John Tierney discusses the findings of a massive study conducted by Dan Gilbert:
When we remember our past selves, they seem quite different. We know how much our personalities and tastes have changed over the years. But when we look ahead, somehow we expect ourselves to stay the same, a team of psychologists said Thursday, describing research they conducted of people’s self-perceptions.
They called this phenomenon the “end of history illusion,” in which people tend to “underestimate how much they will change in the future.” According to their research, which involved more than 19,000 people ages 18 to 68, the illusion persists from teenage years into retirement.
“Middle-aged people — like me — often look back on our teenage selves with some mixture of amusement and chagrin,” said one of the authors, Daniel T. Gilbert, a psychologist at Harvard. “What we never seem to realize is that our future selves will look back and think the very same thing about us. At every age we think we’re having the last laugh, and at every age we’re wrong.”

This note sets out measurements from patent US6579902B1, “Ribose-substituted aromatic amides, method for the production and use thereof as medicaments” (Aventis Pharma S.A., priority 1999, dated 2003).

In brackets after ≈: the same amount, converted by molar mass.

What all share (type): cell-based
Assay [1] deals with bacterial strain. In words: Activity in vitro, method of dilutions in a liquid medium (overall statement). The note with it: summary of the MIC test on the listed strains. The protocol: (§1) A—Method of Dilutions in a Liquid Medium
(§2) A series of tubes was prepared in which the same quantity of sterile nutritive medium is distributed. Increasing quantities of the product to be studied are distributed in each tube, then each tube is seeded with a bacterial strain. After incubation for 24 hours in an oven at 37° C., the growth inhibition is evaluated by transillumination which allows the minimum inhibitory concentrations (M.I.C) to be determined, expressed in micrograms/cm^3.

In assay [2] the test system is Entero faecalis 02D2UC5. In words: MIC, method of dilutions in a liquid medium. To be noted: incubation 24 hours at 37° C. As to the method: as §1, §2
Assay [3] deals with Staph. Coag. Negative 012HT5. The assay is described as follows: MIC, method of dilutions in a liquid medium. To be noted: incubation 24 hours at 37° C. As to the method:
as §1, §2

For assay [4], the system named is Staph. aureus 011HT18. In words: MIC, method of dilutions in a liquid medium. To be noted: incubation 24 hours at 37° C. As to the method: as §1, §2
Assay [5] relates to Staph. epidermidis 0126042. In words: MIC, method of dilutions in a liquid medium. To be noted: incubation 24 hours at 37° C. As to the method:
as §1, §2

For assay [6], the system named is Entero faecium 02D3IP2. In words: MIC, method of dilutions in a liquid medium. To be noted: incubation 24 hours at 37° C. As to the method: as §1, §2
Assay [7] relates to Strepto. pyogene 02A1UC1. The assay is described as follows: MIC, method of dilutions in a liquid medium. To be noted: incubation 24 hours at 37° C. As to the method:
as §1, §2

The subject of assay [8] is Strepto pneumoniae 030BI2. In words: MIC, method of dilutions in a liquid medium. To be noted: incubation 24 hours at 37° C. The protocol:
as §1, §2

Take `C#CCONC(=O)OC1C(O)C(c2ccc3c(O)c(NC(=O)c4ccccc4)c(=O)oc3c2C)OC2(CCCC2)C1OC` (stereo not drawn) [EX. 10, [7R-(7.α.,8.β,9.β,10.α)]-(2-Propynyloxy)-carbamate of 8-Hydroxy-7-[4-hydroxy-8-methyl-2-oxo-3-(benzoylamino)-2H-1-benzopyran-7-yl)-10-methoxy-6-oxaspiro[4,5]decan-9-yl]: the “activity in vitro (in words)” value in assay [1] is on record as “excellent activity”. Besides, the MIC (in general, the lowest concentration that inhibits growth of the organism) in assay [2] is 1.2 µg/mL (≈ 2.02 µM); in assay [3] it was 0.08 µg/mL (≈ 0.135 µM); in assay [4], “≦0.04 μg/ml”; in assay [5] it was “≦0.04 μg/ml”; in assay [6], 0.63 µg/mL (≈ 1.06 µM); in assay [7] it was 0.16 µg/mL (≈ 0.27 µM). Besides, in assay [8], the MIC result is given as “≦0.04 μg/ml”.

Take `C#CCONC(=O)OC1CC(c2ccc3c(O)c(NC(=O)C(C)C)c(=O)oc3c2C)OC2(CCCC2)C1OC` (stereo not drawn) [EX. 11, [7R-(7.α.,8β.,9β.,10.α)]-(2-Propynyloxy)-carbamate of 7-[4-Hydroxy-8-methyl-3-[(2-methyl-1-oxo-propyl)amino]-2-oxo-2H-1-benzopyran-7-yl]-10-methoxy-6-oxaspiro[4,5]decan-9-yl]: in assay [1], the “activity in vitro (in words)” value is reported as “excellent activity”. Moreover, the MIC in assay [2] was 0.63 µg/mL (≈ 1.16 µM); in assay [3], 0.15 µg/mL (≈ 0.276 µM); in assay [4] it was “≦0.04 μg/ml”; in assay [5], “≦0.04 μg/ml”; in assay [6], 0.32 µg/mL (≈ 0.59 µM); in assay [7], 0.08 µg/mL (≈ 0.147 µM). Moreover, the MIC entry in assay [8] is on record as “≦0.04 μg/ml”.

This is the kind of research that invites a great deal of speculation, but I'll offer just one thought or, really, a question. Are Gilbert's findings entirely related to underestimating the degree of change we will undergo in the future? Could it also be the case that we overestimate the degree of change we've experienced? We know that memory undergoes constant revision, so I wouldn't automatically rule out this possibility as a contributor to the findings.
Also note the usual precaution: Gilbert's study looks at aggregate trends. Individual experience may vary, this being the case for me.
I've long said that I expect I'll be much wiser in the future, but I haven't become as wise as I'd hoped. I also feel a strong sense of continuity with the past, such that I see much of my present self in my recollections of the past, including both the strengths and the weaknesses. Perhaps I see things this way because I focus a great deal on the rudiments of character.
While I recognize changes by degree, I still see the same fundamental "me." I would also say that years of analysis exerted an influence on the change that has occurred, but events outside my control have accounted for much of the impetus for those changes. This makes sense if we look at the mind as a fundamentally adaptive system, which is the way I see it. It's a buggy system, but my view is that it is principally about adaptation.